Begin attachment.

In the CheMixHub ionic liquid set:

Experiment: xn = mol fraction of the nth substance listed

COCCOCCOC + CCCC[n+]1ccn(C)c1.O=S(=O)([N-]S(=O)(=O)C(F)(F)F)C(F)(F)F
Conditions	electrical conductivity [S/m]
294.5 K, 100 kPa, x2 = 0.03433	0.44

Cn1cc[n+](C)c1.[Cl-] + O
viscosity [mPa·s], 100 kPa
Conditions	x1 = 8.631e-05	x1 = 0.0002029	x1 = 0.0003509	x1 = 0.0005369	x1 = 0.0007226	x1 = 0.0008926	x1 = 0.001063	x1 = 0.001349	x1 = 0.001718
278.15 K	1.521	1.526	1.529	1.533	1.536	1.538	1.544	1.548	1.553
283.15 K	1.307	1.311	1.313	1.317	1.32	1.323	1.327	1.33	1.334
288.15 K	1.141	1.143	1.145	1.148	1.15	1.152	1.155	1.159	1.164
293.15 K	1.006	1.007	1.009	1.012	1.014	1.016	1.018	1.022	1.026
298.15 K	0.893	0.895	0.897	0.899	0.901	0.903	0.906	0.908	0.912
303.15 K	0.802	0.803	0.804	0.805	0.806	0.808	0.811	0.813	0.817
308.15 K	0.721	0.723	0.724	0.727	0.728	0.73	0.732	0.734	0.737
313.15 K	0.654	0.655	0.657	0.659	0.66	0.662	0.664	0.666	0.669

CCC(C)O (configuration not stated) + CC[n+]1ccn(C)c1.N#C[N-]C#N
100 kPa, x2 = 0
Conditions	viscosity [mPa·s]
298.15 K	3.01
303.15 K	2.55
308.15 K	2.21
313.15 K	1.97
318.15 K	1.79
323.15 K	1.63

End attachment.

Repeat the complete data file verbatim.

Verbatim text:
In the CheMixHub ionic liquid set:

Experiment: xn = mol fraction of the nth substance listed

COCCOCCOC + CCCC[n+]1ccn(C)c1.O=S(=O)([N-]S(=O)(=O)C(F)(F)F)C(F)(F)F
Conditions	electrical conductivity [S/m]
294.5 K, 100 kPa, x2 = 0.03433	0.44

Cn1cc[n+](C)c1.[Cl-] + O
viscosity [mPa·s], 100 kPa
Conditions	x1 = 8.631e-05	x1 = 0.0002029	x1 = 0.0003509	x1 = 0.0005369	x1 = 0.0007226	x1 = 0.0008926	x1 = 0.001063	x1 = 0.001349	x1 = 0.001718
278.15 K	1.521	1.526	1.529	1.533	1.536	1.538	1.544	1.548	1.553
283.15 K	1.307	1.311	1.313	1.317	1.32	1.323	1.327	1.33	1.334
288.15 K	1.141	1.143	1.145	1.148	1.15	1.152	1.155	1.159	1.164
293.15 K	1.006	1.007	1.009	1.012	1.014	1.016	1.018	1.022	1.026
298.15 K	0.893	0.895	0.897	0.899	0.901	0.903	0.906	0.908	0.912
303.15 K	0.802	0.803	0.804	0.805	0.806	0.808	0.811	0.813	0.817
308.15 K	0.721	0.723	0.724	0.727	0.728	0.73	0.732	0.734	0.737
313.15 K	0.654	0.655	0.657	0.659	0.66	0.662	0.664	0.666	0.669

CCC(C)O (configuration not stated) + CC[n+]1ccn(C)c1.N#C[N-]C#N
100 kPa, x2 = 0
Conditions	viscosity [mPa·s]
298.15 K	3.01
303.15 K	2.55
308.15 K	2.21
313.15 K	1.97
318.15 K	1.79
323.15 K	1.63